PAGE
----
August is Water Quality Month

Author
Take Care of Texas
toilet tank with toilet paper rolls on top

The importance of clean, available water cannot be understated. August is Water Quality Month—a great opportunity to learn about how your actions and those of your community affect water.

One of the biggest water quality challenges that Texas communities face is fats, oils, and grease (FOG) in sinks and products like “wipes” and tissues going down toilets. When FOG goes down sink drains and anything other than human waste and toilet paper go down toilets, they clog sewers, resulting in costly repairs to homes, businesses, and public infrastructure. Sanitary Sewer Overflows, the unintentional release of raw sewage, pose a threat to public health, as they can contaminate the water supply, causing water quality issues.

Texas-Sized Successes

Communities all over Texas are taking responsibility for their water quality with powerful results:

  • Defend Your Drains North Texas supplies residents from the Dallas/ Fort Worth region with vital information about the dangers and costs of sending various items and substances down drains. They provide special guidance about waste disposal for restaurants, and illustrated guides to sanitary sewer overflow prevention for residents. A regional map of “take back” locations will help you find the appropriate place to dispose of chemicals, medications, cooking oil, and other items.
  • The San Antonio Water System maintains an informational page about protecting the Alamo City’s water. Watch some gruesome footage of workers pulling a slimy glob of sewer-clogging wipes and grease, if you dare!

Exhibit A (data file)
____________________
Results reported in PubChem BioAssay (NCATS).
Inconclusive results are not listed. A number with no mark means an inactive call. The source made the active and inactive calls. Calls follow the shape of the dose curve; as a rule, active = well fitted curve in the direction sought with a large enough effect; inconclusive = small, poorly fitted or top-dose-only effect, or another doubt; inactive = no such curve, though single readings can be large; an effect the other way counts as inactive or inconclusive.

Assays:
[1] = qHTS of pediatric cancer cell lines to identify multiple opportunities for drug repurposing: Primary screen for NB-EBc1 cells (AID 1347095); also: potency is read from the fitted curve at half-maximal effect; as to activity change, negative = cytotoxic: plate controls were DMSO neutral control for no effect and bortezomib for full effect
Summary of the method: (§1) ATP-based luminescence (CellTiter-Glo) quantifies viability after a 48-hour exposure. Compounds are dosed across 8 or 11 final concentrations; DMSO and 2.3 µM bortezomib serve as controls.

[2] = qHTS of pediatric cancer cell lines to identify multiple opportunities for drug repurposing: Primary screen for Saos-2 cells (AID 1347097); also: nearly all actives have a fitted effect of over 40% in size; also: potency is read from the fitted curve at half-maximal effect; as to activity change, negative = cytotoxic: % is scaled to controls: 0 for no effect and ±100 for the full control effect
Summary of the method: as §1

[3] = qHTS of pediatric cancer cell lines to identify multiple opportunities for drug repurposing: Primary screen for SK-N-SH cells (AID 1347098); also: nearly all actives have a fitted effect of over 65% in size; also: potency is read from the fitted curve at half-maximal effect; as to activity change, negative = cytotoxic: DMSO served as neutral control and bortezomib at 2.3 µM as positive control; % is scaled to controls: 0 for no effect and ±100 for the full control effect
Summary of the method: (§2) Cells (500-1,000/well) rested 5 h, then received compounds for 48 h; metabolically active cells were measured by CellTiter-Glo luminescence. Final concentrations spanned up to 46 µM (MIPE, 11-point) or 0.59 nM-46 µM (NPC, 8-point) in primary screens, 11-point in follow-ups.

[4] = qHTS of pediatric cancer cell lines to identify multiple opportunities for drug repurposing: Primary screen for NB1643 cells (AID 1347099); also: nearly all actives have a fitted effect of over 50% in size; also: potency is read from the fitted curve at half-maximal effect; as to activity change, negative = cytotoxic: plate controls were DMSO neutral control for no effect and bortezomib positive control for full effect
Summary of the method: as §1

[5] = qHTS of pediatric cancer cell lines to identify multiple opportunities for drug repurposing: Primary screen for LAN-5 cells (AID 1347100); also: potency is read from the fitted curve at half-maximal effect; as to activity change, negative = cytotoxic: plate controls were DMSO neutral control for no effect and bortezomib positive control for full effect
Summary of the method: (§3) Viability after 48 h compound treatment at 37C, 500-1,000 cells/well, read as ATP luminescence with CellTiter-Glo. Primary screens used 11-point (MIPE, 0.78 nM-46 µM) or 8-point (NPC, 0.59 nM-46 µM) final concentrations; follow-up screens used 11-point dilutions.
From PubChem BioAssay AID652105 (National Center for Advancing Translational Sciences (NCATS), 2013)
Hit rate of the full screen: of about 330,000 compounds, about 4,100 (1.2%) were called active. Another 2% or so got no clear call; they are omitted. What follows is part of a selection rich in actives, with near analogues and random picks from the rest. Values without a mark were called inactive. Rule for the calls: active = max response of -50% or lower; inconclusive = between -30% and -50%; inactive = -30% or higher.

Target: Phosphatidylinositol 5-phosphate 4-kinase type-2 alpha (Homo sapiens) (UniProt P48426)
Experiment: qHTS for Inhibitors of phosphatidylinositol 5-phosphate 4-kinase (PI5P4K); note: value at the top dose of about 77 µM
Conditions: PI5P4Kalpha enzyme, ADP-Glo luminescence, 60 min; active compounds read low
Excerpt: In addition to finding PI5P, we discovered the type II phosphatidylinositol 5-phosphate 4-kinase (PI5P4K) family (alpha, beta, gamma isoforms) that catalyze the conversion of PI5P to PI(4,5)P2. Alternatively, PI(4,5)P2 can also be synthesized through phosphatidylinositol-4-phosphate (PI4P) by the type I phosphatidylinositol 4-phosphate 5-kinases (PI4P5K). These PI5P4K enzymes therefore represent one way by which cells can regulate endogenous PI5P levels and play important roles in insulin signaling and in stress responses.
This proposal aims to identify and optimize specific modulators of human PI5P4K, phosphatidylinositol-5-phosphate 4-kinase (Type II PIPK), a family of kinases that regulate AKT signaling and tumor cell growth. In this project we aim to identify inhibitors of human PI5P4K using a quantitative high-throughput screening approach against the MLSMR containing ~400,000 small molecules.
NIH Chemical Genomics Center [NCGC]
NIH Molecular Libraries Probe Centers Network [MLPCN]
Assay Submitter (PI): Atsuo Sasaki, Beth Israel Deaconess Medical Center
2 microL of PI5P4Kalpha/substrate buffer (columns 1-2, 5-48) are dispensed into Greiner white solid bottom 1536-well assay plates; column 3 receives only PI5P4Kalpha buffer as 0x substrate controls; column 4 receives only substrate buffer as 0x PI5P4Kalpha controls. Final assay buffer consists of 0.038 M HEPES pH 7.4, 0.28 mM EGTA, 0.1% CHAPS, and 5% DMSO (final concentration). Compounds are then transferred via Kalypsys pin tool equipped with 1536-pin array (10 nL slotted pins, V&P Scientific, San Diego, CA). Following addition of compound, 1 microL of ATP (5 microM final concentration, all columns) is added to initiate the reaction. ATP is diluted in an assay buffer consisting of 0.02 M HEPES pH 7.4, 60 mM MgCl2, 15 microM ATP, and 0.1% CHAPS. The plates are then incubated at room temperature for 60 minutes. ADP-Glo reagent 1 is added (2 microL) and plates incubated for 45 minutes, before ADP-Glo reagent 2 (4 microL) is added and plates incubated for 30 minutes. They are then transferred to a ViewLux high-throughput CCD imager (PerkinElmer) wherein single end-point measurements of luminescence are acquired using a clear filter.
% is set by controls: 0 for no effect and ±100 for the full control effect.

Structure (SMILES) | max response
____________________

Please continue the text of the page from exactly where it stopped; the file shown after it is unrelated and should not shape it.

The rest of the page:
• The Galveston Bays Foundation’s Cease the Grease program features a retro-style grease-dodging video game, printable and electronic literature about FOG, and a regional map of approved cooking oil recycling locations.
  • The City of Southlake FOG program provides detailed instructions for residents to manage their FOG, as well as a calculator to determine what size grease interceptor commercial entities should install. The Southlake program was so well organized and documented that it was a finalist of the 2020 Texas Environmental Excellence Awards.

These are just a few local campaigns to combat the FOG problem in Texas, and many other communities have similar programs to help you Take Care of Texas’ water. Check the website of your city or county government or water utility district for more location-specific information.

Your Turn to Actfunnel cake dripping with oil from fryer

Now that you’ve seen how dedicated Texas communities are working to preserve water quality, it’s your turn to assess your practices at home, work, and in your community. TCEQ has a great list of resources related to preventing sewer backups, including home tips and resources for community leaders to get assistance.

If your community needs assistance TCEQ offers a comprehensive guide to mitigating these disasters in the Sanitary Sewer Overflow Initiative.

You can also download and share our “Clean Pipes are Green Pipes” (PDF download) infographic, or order free copies from our Publications page.

Watch the animated version of the Clean Pipes are Green Pipes infographic and share it with your community too!

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